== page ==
Stephanie Laurens is one of the earliest romance authors I got into when I started reading romance in 2003. The second book in this series, A Gentleman of Honor, was in CVS, so I guess this might have been 2004 or 2005, and I liked it enough to start investing in the backlist.
The Bastion Club is probably my favorite series from Stephanie Laurens, though the Cynsters Sisters trilogy is a close second. I love stories set in and around the Napoleonic Wars, and I liked that her heroines are active participants in the mysteries (even if the hero is less than thrilled about it.)
Stephanie Laurens has a very particular writing style and she adheres to specific tropes, kind of like Catherine Anderson. When you pick up a book from her, there are going to be things that you can either let go or bother you enough to stop reading. Both are reasonable responses. I will remark on these tropes, but I’m very rarely going to make it a criticism. I know what her books are and what they aren’t, and I’m mostly okay with it.
Okay, so we have our usual romantic set up. A Laurens Hero is an alpha male who takes charge, is completely competent, and the biggest flaw they have is their overprotective nature. A Laurens Heroine is a headstrong, independent woman who usually needs to be convinced to get married, but she’s almost always up to have an affair of some kind. Their romantic conflict is always the hero convincing the heroine to marry him.
There are couple reasons why I’ve decided not to let this trope in her writing annoy me enough to stop reading. Yes, her characters are interchangeable. For the most part, you can pick up Tristan and Leonora, plop them down in any other Laurens book, and the outcomes would be the same. So there’s that.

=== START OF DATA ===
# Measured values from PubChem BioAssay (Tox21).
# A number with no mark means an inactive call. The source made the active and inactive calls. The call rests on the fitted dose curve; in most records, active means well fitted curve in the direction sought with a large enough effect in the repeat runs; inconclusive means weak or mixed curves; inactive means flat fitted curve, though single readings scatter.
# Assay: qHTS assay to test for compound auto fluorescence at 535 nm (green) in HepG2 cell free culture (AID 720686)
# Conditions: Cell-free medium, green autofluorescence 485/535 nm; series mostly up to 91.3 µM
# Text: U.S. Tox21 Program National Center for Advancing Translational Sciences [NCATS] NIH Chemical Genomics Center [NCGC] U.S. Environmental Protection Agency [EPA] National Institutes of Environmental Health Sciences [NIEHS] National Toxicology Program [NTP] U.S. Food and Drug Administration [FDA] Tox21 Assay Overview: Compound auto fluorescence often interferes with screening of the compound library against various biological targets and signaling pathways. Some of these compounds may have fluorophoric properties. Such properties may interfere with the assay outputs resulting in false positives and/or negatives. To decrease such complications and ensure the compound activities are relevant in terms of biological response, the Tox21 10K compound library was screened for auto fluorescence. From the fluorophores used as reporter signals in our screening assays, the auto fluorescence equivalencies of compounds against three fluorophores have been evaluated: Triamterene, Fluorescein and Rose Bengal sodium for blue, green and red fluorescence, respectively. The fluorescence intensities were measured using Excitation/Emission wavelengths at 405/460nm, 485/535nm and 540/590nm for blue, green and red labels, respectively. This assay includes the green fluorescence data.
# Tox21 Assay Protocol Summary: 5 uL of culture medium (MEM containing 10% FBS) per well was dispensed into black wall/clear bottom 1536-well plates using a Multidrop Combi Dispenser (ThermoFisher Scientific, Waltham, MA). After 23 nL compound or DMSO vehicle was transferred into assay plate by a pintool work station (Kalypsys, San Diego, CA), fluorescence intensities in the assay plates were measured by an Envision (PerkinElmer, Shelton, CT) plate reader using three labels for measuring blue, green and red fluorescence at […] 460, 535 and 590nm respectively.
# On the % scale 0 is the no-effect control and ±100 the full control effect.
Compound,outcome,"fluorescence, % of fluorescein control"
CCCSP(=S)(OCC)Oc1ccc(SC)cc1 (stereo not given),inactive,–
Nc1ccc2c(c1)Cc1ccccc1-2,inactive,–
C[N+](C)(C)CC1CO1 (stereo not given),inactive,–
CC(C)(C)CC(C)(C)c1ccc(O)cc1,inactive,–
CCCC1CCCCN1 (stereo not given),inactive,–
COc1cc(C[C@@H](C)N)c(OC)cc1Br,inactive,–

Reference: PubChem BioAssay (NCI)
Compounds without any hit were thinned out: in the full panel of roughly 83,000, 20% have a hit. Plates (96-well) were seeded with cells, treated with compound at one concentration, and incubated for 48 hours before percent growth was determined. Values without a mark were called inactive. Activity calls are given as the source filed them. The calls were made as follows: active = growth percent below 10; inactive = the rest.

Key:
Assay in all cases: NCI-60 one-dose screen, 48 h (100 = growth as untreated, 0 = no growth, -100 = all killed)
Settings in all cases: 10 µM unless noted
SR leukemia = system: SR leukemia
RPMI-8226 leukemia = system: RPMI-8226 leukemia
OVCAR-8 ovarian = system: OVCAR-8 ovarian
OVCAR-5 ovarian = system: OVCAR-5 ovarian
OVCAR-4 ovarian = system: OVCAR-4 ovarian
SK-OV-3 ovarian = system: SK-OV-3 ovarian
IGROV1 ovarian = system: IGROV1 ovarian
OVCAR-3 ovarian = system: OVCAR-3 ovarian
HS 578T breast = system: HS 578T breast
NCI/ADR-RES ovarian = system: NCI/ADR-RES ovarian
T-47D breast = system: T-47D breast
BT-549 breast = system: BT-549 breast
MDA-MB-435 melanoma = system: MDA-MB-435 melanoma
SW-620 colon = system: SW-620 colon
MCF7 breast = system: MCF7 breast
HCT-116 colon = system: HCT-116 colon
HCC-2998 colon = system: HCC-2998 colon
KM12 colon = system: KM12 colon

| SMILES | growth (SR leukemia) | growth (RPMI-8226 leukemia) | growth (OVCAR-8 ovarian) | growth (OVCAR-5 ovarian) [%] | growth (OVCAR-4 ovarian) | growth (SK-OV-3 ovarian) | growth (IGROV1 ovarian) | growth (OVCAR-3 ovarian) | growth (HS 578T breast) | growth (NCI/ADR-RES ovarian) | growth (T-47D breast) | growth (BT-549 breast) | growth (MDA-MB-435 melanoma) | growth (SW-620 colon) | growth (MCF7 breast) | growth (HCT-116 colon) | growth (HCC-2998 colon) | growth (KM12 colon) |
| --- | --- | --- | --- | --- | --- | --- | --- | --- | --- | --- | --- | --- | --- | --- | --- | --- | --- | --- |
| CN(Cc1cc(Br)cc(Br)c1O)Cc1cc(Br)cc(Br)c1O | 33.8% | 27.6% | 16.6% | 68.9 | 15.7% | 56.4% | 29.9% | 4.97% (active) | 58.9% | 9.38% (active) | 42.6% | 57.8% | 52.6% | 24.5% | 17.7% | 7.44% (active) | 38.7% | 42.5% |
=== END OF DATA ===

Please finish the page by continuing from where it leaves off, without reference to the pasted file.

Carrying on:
But what I like about it is that it is different from what was being published twenty years ago. It was usually the women who wanted to marry and the men who had to convince themselves to get a leg shackle. The fact that Laurens’ heroes are almost always refreshingly open to matrimony is nice, because you get tired of the other type of hero pretty fast. And we can’t have enough independent and capable women. I very much like the trope most of the time.
Do I wish she’d do more with characterization so the characters were less the same? Sure. But I also wish I had a million dollars. I’m realistic.
Here, the romantic conflict is a bit less strong than I like. We always have to find a reason why the heroine won’t get married, and I think that while I do believe the reason Leonora eventually offers is valid, it takes too long for her to even admit it. And it takes Tristan longer than I’d like to tell her marriage is his plan.